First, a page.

Inflammatory Bowel Disease

Both UC and CD are chronic conditions. This means that although the symptoms of the disease may come and go, the patient still has the condition for life. Patients will have flare-ups and will need to be on medications to prevent them. A patient with ulcerative colitis (UC) may undergo surgery to remove the problem but may still have some chronic symptoms.

Some patients can link increased stress to a flare-up. For these patients, they can decrease their stress level by practicing relaxation techniques and breathing exercises and by taking better care of themselves. They can also avoid foods that they know irritate their stomach. This can help decrease some of the symptoms associated with IBD.

Other patients require medications. Patients should not take over-the-counter products unless they talk with their doctor first. A class of medications known as non-steroidal inflammatory drugs or NSAIDs (such as Motrin, Aleve, Advil) can make the disease worse. Although they are anti-inflammatories, they can irritate the digestive tract which can lead to ulcers and further flare-ups.

In general, the same medications (listed below) are used to prevent and treat flare-ups, with the exception of corticosteroids. The goals of IBD treatment are to:

  • Treat the condition and prevent associated symptoms from coming back.
  • Provide the patient with an improved quality of life.
  • Reduce the need for long-term corticosteroids.
  • Minimize the need for surgery.
  • Lower the risk of developing cancer.

The following medications are most commonly used to treat IBD, particularly UC and Crohn’s disease (CD):

Aminosalicylates (5-ASAs)

are anti-inflammatories that may be used to prevent UC flare-ups or keep UC in remission. They may be taken two ways:

By mouth
Sulfasalazine, mesalamine, olsalazine and balsalazide. Patients taking sulfasalazine should also take folic acid as well as be checked for low red blood cell count.

By rectum
mesalamine enemas and suppositories. These medications tend to be more effective than steroids.

Corticosteroids (steroids)

help prevent swelling and lessen pain. They are often used when 5-ASAs do not work. When taking these medicines, it is important to remember that:

The way you take the medicine depends on what part of the intestines IBD is affecting as well as the severity of the condition. Corticosteroids may be taken:

Through an IV
Methylprednisolone, hydrocortisone

By mouth
Prednisone, prednisolone, budesonide, dexamethasone

By rectum
Enema preparations, suppository

Because side effects can be severe, these medicines are used for short periods of time.

If you need surgery, you must slowly come off these medicines first. That way, you can avoid complications during your operation.


treat and prevent infections in the intestines. Common side effects include diarrhea, nausea, and vomiting. Antibiotics may be taken:

By mouth
Metronidazole and ciprofloxacin

Immune modifiers

suppress the immune system to lower inflammation caused by CD. They are often used if treatments with 5-ASAs and corticosteroids have not been effective. Common side effects are nausea, vomiting, diarrhea, increased risk of infection, decreased white blood cell counts, and liver damage; however, side effects can be serious and vary depending on the medication.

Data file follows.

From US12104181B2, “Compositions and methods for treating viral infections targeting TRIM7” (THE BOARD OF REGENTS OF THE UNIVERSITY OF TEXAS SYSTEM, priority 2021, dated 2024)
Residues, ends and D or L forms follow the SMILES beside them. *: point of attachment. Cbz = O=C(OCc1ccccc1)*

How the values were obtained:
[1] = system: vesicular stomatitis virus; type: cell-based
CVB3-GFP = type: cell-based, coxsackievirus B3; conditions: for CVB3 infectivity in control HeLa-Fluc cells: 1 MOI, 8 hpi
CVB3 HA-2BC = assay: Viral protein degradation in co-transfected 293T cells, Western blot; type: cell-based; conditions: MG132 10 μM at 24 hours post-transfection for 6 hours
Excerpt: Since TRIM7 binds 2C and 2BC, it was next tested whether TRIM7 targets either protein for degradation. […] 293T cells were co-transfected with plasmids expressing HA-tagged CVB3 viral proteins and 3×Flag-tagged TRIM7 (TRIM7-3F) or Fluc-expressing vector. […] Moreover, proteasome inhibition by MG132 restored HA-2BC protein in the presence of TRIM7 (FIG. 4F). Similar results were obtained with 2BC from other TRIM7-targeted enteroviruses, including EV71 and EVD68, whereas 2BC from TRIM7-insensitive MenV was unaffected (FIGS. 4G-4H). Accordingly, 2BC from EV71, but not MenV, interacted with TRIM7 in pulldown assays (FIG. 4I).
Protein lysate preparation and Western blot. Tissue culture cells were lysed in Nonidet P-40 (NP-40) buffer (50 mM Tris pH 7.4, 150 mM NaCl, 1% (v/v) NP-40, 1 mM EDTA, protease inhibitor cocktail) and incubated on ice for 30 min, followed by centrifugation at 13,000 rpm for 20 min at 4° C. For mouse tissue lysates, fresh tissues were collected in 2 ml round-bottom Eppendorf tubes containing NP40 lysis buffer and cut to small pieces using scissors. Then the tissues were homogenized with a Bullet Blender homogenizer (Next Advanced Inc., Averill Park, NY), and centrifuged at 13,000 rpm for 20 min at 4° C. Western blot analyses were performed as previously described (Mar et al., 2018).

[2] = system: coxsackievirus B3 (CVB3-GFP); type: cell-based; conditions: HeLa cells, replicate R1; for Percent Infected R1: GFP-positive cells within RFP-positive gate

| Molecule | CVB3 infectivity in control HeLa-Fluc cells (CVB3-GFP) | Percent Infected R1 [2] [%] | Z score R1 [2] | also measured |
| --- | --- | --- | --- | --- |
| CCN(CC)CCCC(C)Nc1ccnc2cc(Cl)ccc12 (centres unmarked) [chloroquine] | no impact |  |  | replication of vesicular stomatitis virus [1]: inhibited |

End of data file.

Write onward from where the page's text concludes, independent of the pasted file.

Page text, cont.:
These medications may be taken:

By mouth
Thiopurines: 6-mercaptopurine and azathioprine; and calcineurin inhibitors: cyclosporine and tacrolimus

By mouth or injection

If you are taking one of these medications, you need to have your complete blood count checked monthly to make sure your immune system is not suppressed too much.


are drugs made from living organisms that target specific proteins in the inflammatory process. For example, certain biologics block a substance called TNF-alpha from binding to their body and leading to swelling. They are used to treat moderate to severe CD when people don’t respond well to other medications.

Common side effects include stomach pain, weakness, decreased white blood cells and platelets, and an increased risk of infections. Call your doctor immediately if you have an infection or fever. Common symptoms of infection include fever, difficulty breathing, or vision changes.

Biologic may be taken:

Through a self-administered injection
Humira, Cimzia, Simponi, Stelara

Through an IV
Remicade, Tysabri, Entyvio

Treating IBD symptoms

Your doctor will prescribe you medications to treat IBD, but you may have other symptoms that may need to be addressed. Please talk to your doctor if you develop any of the following symptoms. You may need to take other medications or supplements to help you improve your quality of life. You should not use supplemental medications without first speaking to your pharmacist or doctor.

Provigil, amantadine, low dose naltrexone

Anti-depressants, anti-anxiety medications with behavioral counseling

Rectal pain

Nutritional supplement

Imodium or cholestyramine

Vitamin deficiency
Vitamin B-12, vitamin D, calcium, multivitamin, iron

Overcoming Medication Challenges

It is important for you to know the benefits of your medications. Here at Magellan Rx, we understand your concerns and want to help you with any difficulties you may encounter. For additional information on how to overcome medication challenges, please click here: Overcoming Medication Challenges